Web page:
A good way to get a glimpse into the culture downrange is by the posted hiring requirements. The posted minimum standard is not always strictly adhered to, especially in areas that are contract critical. That being said, if they will accept two-years of service in the reserves and a GED, don’t expect to be growing a beard with GRS in Tripoli.
Currently, the market is saturated with high-quality combat veterans of Iraq, Afghanistan, and now Africa and Syria. Not to mention many who have impressive backgrounds in police SWAT teams. Many police officers are from the military and even if some law enforcement officers on contract may not have the extensive combat experience that an infantryman might have, they often come within at a refined age, with more maturity and education.
It is important to note that I am not a recruiter – and these are just personal observations. When it comes time to apply, it is important to stylize a proper resume — like in any job. The poor PMC recruiters get hundreds of resumes a week and spend hours sifting through acronyms, military units, and confusing dates. Remember that many recruiters are not military, so tailoring a resume like it is competing for the next slot at Ranger school is a good way to get glossed over. If a recruiter can’t figure out what your resume says, why should he or she hire you? In place of what super-secret units you were with, emphasize your MOS and what you can offer. If applying for an overseas security position, the recruiter must demonstrate to their client that you have fulfilled a certain set of requirements to be contractually eligible. At a minimum, this will start with time spent overseas doing parallel work as well as being eligible for a security clearance. Make these minimum requirements easy to find. Don’t make them add months together to see if you qualify. Leadership and business smarts are always welcome additions. Try to take buzz words from the actual job listing and insert them into your history.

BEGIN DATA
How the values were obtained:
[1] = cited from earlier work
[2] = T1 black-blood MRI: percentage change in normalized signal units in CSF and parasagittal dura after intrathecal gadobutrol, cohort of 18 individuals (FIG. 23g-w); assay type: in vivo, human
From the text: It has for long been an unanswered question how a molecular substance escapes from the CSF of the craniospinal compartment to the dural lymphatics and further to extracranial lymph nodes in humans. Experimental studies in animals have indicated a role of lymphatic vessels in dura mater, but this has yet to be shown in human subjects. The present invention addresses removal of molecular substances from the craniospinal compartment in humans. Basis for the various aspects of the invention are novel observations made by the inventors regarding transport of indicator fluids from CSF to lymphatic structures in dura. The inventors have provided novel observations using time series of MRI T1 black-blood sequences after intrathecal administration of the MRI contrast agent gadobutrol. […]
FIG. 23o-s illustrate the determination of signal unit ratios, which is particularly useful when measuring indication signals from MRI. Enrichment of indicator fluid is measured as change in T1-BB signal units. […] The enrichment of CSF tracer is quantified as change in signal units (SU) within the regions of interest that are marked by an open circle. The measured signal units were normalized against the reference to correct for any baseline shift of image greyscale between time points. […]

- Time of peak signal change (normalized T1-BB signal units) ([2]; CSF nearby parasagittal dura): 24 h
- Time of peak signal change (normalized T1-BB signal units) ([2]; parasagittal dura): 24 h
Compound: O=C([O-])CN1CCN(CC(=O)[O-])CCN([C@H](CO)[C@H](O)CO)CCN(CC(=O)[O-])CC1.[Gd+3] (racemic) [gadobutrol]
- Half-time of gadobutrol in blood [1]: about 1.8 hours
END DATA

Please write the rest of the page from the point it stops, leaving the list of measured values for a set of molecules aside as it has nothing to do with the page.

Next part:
It may not be easy to hear, but sometimes you have to take the messy job first. The really juicy contracts are often not posted publicly and only hire on a referral basis. You need to know someone to get in. Always have an up-to-date resume handy to pass along to a buddy who is moving up in the world. There’s always someone who knows someone important. Have patience, do good work, and you will too.
Finally, a word of caution. Many contractors who eventually “make it” to see the shining light of a good paycheck tend to get lost in the glitter and end up wearing golden handcuffs. Do not do what every 19-year-old lance corporal would do and buy a brand-new Mustang on your first rotation home. Save up for a rainy day, invest in your future, pay off debt. Maybe your contract will be around for the next decade, maybe not. Nobody knows. Make sure that you have an exit strategy that is flexible enough to handle unforeseen friction and disciplined enough to set you up for success when it is all said and done.